7.25.2007

You believed what?


One of the downsides of building the fiscal year budget for my organization is I become painfully aware of how under paid I am. I happen to know the average associate in my department makes $142K a year (not including medical/dental benefits). Yep. Pretty depressing to realize I officially fall into the category of "well below average." In addition during the course of my 7 year career I've seen hundreds of people lose their jobs as our company struggles to make revenue targets. Every 3 months or so there is some sort of layoff where we lose the bottom 10% of our staff, if not more.

Thus, you can imagine my surprise when the following email was distributed by my companies official "security team" this week.

There's a new type of e-mail scam that's popular now that steals from the plot of the movie Three Kings. It claims to be from a former American soldier in Iraq who had found $20 million in gold and had hidden it before his return home. After he returned to Iraq as a humanitarian aid worker, he was injured by a roadside bomb and is now on his deathbed. He needs your help to get the money to a charity, and all you have to do is supply your bank account information for him to deposit the money There are several varieties of requests for information. He then promises to split the money with you.

Although this sounds like a genuine appeal for help in performing a good deed, none of this is true. It is just as bogus as earlier emails supposedly from foreign government officials who ended up bilking millions of dollars from unsuspecting people.

Any information you send him will be used to steal your money. If you receive such a request, just delete it.

Does this sound like a "genuine appeal for help in performing a good deed" to you?

How on earth are there electrical engineers with master's degrees at my company, making $142K a year, surviving lay off after lay off, who believe $20M in buried treasure is just at their finger tips?

If this sounds like a "genuine appeal" what does it take to make a request sound suspicious? Do we need to throw in that this injured humanitarian veteran lost his whole family in the attacks of 9-11, and was an adopted orphan from Cambodia which is why he doesn't have any surviving relatives? Should we mention that the roadside bomb got him while he was trying to help starving children cross a road so they could be reuinted with the families they haven't seen since the war began? Do the scammers need to ask not only for your bank account #, but also for your full name, address, date of birth, social security #, credit card #, passport, drivers license, temple recommend, the spare keys to your car and home, and a list of all on-line user names & passwords you have ever used or ever will use, with corresponding URLs? Would this be enough to tip my co-workers off?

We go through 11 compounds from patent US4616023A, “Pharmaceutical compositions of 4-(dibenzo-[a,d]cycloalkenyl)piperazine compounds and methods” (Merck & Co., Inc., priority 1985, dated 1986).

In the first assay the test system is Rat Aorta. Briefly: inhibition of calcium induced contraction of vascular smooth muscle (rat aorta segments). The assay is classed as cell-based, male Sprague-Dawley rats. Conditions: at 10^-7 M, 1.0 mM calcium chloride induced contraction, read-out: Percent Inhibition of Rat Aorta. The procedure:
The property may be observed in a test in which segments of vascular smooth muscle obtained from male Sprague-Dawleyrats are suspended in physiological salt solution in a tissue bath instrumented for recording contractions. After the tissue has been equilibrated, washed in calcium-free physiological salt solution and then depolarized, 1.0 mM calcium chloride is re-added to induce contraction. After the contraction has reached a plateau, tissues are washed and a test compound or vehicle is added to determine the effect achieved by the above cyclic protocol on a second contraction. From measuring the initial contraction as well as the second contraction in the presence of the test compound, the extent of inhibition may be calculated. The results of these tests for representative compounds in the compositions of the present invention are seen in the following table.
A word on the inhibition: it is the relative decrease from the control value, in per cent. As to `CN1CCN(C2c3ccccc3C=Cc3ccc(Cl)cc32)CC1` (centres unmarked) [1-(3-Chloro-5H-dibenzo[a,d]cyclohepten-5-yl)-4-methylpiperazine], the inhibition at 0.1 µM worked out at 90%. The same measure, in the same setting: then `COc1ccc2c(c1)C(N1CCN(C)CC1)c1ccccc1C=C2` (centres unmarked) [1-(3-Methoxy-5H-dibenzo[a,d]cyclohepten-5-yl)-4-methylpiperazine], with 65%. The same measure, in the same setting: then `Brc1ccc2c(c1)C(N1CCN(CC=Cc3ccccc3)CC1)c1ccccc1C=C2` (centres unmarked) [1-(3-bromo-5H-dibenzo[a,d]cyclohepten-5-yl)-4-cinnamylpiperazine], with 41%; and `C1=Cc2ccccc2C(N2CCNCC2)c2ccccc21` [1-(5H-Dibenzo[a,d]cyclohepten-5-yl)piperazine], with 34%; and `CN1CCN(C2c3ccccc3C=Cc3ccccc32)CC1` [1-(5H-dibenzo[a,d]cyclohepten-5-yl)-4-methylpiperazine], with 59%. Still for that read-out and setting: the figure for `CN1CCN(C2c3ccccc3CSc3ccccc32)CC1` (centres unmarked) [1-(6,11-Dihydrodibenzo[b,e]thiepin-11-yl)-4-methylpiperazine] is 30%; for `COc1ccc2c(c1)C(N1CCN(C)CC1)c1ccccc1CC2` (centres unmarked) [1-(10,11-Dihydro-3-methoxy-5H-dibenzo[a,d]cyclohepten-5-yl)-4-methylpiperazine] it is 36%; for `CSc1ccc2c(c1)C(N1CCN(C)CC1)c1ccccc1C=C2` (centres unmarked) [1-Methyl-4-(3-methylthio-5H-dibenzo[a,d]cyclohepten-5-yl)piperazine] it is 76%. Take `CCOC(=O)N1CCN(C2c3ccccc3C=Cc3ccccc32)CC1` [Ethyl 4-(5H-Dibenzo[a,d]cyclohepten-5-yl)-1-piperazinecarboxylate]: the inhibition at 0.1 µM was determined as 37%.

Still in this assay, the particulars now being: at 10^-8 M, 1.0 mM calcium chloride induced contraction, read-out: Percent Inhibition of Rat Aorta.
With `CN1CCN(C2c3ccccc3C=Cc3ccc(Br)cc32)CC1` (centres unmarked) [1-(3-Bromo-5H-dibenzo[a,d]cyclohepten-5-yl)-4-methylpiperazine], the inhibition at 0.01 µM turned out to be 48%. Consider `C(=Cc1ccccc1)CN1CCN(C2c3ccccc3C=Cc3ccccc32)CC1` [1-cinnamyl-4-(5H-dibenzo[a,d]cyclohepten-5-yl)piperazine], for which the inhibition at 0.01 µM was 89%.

I suggest my companies security team focus their efforts on identifying the people at my company falling for this scam, put them down for the next round of lay offs, and send some of their salary my way.

6 comments:

liz said...

I totally get both parts of this! I was in HR Comp and processed spreadsheets for salary planning up to the Board of Dir level. I had to pretend the salaries, bonuses, etc. were just numbers and not really money (especially knowing how many people were on lay-off lists).

I got those lame forwards all the time, too, and thought it hilarious when we also had an 'fyi' warning email go out telling people it's fraud. People who fall for that deserve to be ripped off.

dave said...

I too understand and get frustrated with the number of stupid "Corporate" warnings that go out all the time, but after seeing some of the stupid things people do I can't say I totally blame them. On nearly a daily basis I get an email stating that metal objects shouldn't be placed in the microwave, loose gravel in the parking lot can cause one to lose their footing because someone else has filed a workman’s comp claim, and handicap spots are just for the handicapped and after five warnings of parking there you will get a demerit and 6 demerits will get you a ticket and 3 tickets will result in an email sent to your supervisor.

diane said...

when i received the email about the soldier i totally believed it. that poor man! i hope that my bank account and all personal information will help relieve him--i was thinking that we would also give him our cars, children, house, etc. we are so looking forward to hearing the outcome of the story and waiting to become millionaires so that kyle can retire next week!
WHAT A CROCK!!!!!!!!!!!

carrie said...

I totally agree Liz. Unless you are a cute little, innocent grandma (like my mom & her friends) there is no excuse to fall for this stuff!

Since my dad has been in the hospital - my mom has started emailing. (my dad always used to print up emails for her to read.) it is so cute watching her learn to email. The funniest is how she sends out forwads that have already made the rounds 10 times, but she has never seen before b/c my dad would always delete them. Like the "THINGS EVERY WOMAN SHOULD KNOW TO STAY SAFE!" emails.

pldenham said...

Carrie, I'm just like your mom. At school I would forward all these "cool" emails thinking that none of you had ever read such amazing new stories. Then I was informed by Paul and Dave that they had received many of those emails many times.

signed....out of the loop

carrie said...

Yes, but it is so very cute. We love it. Forward away...especially to Dave. ha ha!